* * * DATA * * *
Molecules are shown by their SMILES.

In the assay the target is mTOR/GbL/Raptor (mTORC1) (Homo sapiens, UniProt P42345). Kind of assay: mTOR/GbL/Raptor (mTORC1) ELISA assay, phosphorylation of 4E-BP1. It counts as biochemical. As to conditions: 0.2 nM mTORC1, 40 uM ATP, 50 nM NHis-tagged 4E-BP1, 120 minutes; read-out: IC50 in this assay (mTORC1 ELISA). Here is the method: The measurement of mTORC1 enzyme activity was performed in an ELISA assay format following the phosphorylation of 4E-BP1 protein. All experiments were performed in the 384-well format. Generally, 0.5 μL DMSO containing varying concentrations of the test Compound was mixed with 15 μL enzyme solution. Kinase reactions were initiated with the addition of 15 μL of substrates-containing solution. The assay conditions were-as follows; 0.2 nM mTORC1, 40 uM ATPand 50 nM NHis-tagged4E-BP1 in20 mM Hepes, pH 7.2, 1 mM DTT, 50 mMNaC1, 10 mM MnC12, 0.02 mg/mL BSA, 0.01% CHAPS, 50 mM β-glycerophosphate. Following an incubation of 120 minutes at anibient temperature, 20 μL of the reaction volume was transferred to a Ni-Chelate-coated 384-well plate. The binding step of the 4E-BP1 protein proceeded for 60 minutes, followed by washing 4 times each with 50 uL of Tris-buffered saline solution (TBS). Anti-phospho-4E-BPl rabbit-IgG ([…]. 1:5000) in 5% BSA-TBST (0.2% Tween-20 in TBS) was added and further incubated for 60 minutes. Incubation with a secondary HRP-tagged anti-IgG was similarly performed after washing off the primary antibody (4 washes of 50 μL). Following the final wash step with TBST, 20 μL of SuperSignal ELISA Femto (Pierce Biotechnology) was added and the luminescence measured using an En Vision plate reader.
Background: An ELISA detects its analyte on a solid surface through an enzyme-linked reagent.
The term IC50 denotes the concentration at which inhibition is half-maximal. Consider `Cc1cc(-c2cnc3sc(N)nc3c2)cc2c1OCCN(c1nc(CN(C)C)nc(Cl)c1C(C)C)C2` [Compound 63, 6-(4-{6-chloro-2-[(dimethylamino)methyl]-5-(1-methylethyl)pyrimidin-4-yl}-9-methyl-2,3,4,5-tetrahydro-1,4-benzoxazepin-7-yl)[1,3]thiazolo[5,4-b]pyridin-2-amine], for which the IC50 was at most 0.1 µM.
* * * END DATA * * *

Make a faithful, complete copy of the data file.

Molecules are shown by their SMILES.

In the assay the target is mTOR/GbL/Raptor (mTORC1) (Homo sapiens, UniProt P42345). Kind of assay: mTOR/GbL/Raptor (mTORC1) ELISA assay, phosphorylation of 4E-BP1. It counts as biochemical. As to conditions: 0.2 nM mTORC1, 40 uM ATP, 50 nM NHis-tagged 4E-BP1, 120 minutes; read-out: IC50 in this assay (mTORC1 ELISA). Here is the method: The measurement of mTORC1 enzyme activity was performed in an ELISA assay format following the phosphorylation of 4E-BP1 protein. All experiments were performed in the 384-well format. Generally, 0.5 μL DMSO containing varying concentrations of the test Compound was mixed with 15 μL enzyme solution. Kinase reactions were initiated with the addition of 15 μL of substrates-containing solution. The assay conditions were-as follows; 0.2 nM mTORC1, 40 uM ATPand 50 nM NHis-tagged4E-BP1 in20 mM Hepes, pH 7.2, 1 mM DTT, 50 mMNaC1, 10 mM MnC12, 0.02 mg/mL BSA, 0.01% CHAPS, 50 mM β-glycerophosphate. Following an incubation of 120 minutes at anibient temperature, 20 μL of the reaction volume was transferred to a Ni-Chelate-coated 384-well plate. The binding step of the 4E-BP1 protein proceeded for 60 minutes, followed by washing 4 times each with 50 uL of Tris-buffered saline solution (TBS). Anti-phospho-4E-BPl rabbit-IgG ([…]. 1:5000) in 5% BSA-TBST (0.2% Tween-20 in TBS) was added and further incubated for 60 minutes. Incubation with a secondary HRP-tagged anti-IgG was similarly performed after washing off the primary antibody (4 washes of 50 μL). Following the final wash step with TBST, 20 μL of SuperSignal ELISA Femto (Pierce Biotechnology) was added and the luminescence measured using an En Vision plate reader.
Background: An ELISA detects its analyte on a solid surface through an enzyme-linked reagent.
The term IC50 denotes the concentration at which inhibition is half-maximal. Consider `Cc1cc(-c2cnc3sc(N)nc3c2)cc2c1OCCN(c1nc(CN(C)C)nc(Cl)c1C(C)C)C2` [Compound 63, 6-(4-{6-chloro-2-[(dimethylamino)methyl]-5-(1-methylethyl)pyrimidin-4-yl}-9-methyl-2,3,4,5-tetrahydro-1,4-benzoxazepin-7-yl)[1,3]thiazolo[5,4-b]pyridin-2-amine], for which the IC50 was at most 0.1 µM.